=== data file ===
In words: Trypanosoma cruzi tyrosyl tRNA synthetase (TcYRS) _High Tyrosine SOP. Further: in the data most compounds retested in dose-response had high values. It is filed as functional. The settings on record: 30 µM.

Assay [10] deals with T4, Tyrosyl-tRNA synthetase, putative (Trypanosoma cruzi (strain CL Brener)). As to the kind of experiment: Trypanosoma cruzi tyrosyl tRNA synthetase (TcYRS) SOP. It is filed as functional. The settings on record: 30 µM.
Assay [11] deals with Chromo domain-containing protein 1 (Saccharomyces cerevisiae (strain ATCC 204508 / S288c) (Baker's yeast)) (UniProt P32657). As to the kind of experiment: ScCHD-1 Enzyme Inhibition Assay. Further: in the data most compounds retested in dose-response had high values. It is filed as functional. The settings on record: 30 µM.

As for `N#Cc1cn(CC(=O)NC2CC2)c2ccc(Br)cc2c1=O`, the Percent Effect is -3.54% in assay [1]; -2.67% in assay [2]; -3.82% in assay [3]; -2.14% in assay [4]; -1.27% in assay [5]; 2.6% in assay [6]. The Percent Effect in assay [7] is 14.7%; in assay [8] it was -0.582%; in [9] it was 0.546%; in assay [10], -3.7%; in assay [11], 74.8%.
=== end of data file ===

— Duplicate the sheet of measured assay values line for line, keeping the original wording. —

In words: Trypanosoma cruzi tyrosyl tRNA synthetase (TcYRS) _High Tyrosine SOP. Further: in the data most compounds retested in dose-response had high values. It is filed as functional. The settings on record: 30 µM.

Assay [10] deals with T4, Tyrosyl-tRNA synthetase, putative (Trypanosoma cruzi (strain CL Brener)). As to the kind of experiment: Trypanosoma cruzi tyrosyl tRNA synthetase (TcYRS) SOP. It is filed as functional. The settings on record: 30 µM.
Assay [11] deals with Chromo domain-containing protein 1 (Saccharomyces cerevisiae (strain ATCC 204508 / S288c) (Baker's yeast)) (UniProt P32657). As to the kind of experiment: ScCHD-1 Enzyme Inhibition Assay. Further: in the data most compounds retested in dose-response had high values. It is filed as functional. The settings on record: 30 µM.

As for `N#Cc1cn(CC(=O)NC2CC2)c2ccc(Br)cc2c1=O`, the Percent Effect is -3.54% in assay [1]; -2.67% in assay [2]; -3.82% in assay [3]; -2.14% in assay [4]; -1.27% in assay [5]; 2.6% in assay [6]. The Percent Effect in assay [7] is 14.7%; in assay [8] it was -0.582%; in [9] it was 0.546%; in assay [10], -3.7%; in assay [11], 74.8%.